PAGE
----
“He was telling me about magazines he was selling to get points and the magazines were then supposed to go to the veterans,” she said.
His pitch tugged at Norma’s heart-strings since her late husband was a decorated World War II Navy Veteran.
She says the young kid also sold himself as a struggling student-athlete from OU who was pounding the pavement to pay his way through school.
Norman’s daughter, Cathy, said, “They used the two issues that are important to her, college for kids and Veterans.”
Cathy couldn’t believe what she read on the invoice.
It showed her mom spent nearly $800 on subscriptions like Playboy, Maxim, Ebony and Jet.
Cathy said, “When I saw this I knew there was no way she knew what she was buying.”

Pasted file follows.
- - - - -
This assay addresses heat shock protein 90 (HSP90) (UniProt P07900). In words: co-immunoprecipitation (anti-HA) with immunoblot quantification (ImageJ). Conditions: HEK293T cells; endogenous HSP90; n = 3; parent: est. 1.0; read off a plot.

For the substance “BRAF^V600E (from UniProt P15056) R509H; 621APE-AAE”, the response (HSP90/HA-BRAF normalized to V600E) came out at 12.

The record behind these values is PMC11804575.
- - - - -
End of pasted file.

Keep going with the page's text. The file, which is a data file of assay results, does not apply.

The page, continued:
Plus the magazines weren’t even for Veterans in our state.
They were supposedly going to a VA hospital in Connecticut.
Over the years we’ve reported on a number of scams where companies recruit young people to go door to door selling subscriptions under the guise they’re raising money for college tuition, a charity, or trip.
In each case the invoice looks an awful lot like the one Norma signed.
The company that processed Norma’s purchases, Fit For Life Network, hails from Colorado and goes by at least three different names.
We found dozens of complaints online.
A company spokesperson calls those claims baseless and says her sales agents aren’t trying to fool anyone.
Norma finds that hard to believe.
“He knew I was 83 years-old,” she said. “I guess he thought he could talk me into it and he did.
The company has since refunded Norma her money in full, but most aren’t so lucky.
Typically with these purchases there’s a three-day cancellation window.
The best way to protect yourself and your cash, don’t answer the door and if they want to sell you something, tell ’em to take a hike.